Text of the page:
Brianna L. Schofield and Robert Kirk Walker. Fair Use for Nonfiction Authors: Common Scenarios with Guidance from Community Practice (Berkeley: Authors Alliance, 2017).
Fair Use for Nonfiction Authors is the third in a series of short, helpful guides from the Authors Alliance (the first two were Understanding Open Access and Understanding Rights Reversion). The guide was created “to help nonfiction authors understand reasonable strategies for the application of fair use in common situations.” With the help of several scholarly societies, the authors distributed a survey which garnered the responses of 60 authors with nearly 150 fair use stories. In addition to the survey responses, the guide was also shaped by existing codes of best practice in various domains. Keep in mind that the concept of fair use is evolving, and that there are no clear tests of what is or is not fair use. Also, the guide applies only to fair use in the United States (and neither the book nor this blog post constitute legal advice).
Four factors must be considered to determine whether using a copyrighted work is a fair use: the nature of the use, the nature of the work used, how much of the work is used, and the economic effect of the use. Case law shows that judges tend to focus on two questions: whether the use was transformative, that is, was the use for a different purpose or did it give the material a different meaning; and was the material used appropriate in kind and amount?
The guide then goes on to cover three common situations encountered by nonfiction authors. The first is criticizing, discussing, or commenting on copyrighted material. This use is well established, but does have the following limitations: the amount used should be appropriate for the purpose; the use should be connected to the purpose; and reasonable attribution should be given to the author. While U.S. copyright law does not require attribution, courts may find it a factor in favor of fair use, and of course it is standard practice in scholarship.
The second common situation is using a copyrighted work to illustrate, support, or prove an argument or point (unlike the situation above, here the copyrighted work is not the object of commentary). This use is also well established, and shares the limitations above regarding attribution, the amount used, and a connection between the work and the point being made. An additional limitation in this situation is that a use should not be made if it is merely decorative or entertaining.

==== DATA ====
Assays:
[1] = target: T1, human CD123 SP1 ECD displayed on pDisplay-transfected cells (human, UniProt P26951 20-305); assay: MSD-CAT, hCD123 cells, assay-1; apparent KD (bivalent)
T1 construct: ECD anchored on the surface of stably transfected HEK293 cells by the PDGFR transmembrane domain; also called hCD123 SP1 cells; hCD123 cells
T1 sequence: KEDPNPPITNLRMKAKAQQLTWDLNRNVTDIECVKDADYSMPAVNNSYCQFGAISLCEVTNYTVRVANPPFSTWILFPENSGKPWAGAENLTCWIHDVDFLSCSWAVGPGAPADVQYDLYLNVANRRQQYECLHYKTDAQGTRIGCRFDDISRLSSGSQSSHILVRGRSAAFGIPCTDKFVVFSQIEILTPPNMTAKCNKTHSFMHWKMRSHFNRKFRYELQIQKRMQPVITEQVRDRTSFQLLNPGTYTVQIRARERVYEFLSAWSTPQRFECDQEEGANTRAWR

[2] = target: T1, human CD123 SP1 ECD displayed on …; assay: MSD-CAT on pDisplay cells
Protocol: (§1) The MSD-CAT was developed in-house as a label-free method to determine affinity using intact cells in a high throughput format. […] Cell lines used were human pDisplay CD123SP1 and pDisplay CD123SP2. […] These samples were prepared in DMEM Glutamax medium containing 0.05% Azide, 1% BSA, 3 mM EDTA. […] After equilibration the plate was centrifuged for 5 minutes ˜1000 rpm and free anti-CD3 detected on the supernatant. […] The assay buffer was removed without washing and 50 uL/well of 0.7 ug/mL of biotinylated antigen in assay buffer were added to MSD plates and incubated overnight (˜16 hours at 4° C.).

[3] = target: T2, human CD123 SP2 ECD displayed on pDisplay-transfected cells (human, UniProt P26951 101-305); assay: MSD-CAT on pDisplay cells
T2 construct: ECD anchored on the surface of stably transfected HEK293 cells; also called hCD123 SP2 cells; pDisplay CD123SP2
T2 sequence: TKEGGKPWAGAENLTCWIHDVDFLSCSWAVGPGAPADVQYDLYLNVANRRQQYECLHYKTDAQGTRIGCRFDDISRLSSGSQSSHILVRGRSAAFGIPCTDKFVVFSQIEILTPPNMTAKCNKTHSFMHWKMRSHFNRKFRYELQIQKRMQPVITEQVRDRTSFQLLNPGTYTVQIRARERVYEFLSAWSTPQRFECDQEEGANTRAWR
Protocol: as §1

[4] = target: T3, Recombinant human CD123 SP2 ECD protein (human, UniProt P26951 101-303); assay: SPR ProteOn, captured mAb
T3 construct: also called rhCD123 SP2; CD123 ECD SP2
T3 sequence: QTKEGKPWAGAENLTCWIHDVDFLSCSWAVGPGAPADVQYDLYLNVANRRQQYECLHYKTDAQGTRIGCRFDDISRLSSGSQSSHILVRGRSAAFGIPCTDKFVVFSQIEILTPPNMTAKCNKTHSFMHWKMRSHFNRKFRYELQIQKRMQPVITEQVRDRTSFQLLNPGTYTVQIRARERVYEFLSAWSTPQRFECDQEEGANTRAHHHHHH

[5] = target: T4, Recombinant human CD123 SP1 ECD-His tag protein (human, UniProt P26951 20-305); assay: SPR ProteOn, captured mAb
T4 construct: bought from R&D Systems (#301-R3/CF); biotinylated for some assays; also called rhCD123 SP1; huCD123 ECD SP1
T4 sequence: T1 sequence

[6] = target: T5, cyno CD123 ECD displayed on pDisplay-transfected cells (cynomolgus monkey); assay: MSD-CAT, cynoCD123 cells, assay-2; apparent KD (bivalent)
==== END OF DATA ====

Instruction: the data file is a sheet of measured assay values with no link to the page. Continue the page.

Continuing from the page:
The third common situation is using copyrighted works for non-consumptive research, such as text and data mining. For this more recent situation, fair use is strongly supported by existing case law. One caveat, however, is that databases being used in this manner must not have any contractual restrictions on text and data mining. And the material should not be employed in other ways, such as reading normally, or providing access to works digitized by the researcher. Real-life examples of fair use appear for all three situations described above, as well as hypothetical cases to test your knowledge.
The FAQ section of the guide covers creative and commercial uses, options when permission is refused, fair use for unpublished works, and contractual limitations on fair use. Two questions of particular interest to researchers concern the re-use of figures, and the policies of journals and publishers that require permission for re-use of copyrighted work. In the case of figures, including charts, graphs, and tables, it is important to remember that facts are not copyrightable. Creatively expressed figures may be copyrightable; one must analyze each particular case according to the scenarios above. It is worth mentioning here that some forward-thinking researchers are eliminating the permissions ambiguity regarding their own figures by making them available separately under a Creative Commons license. Where publishers ignore fair use and require permissions to re-use copyrighted work, the guide recommends engaging with them to explain the rationale and referring them to a code of best practices where applicable. Where fair use is integral to a work, it will be worth finding a publisher willing to rely on it.
The section “Beyond Fair Use” provides the following suggestions if your intended use does not qualify as fair use:
- Modify your intended use
- Ask the owner for permission (which may include paying a license fee)
- Use an openly licensed work
- Use a work in the public domain
Fair Use for Nonfiction Authors is an open access book (licensed CC BY) available online in PDF. If you would prefer a print copy, you can order one ($20) from the Authors Alliance, or look for a copy coming to Newman Library soon. For more information, see the Authors Alliance fair use page, which in addition to the guide includes a FAQ, links to fair use resources, and fair use news.
Through June 15, the Authors Alliance has a crowdfunding campaign for an upcoming guide, Understanding Book Publication Contracts. If you would like help support that guide, please consider a contribution.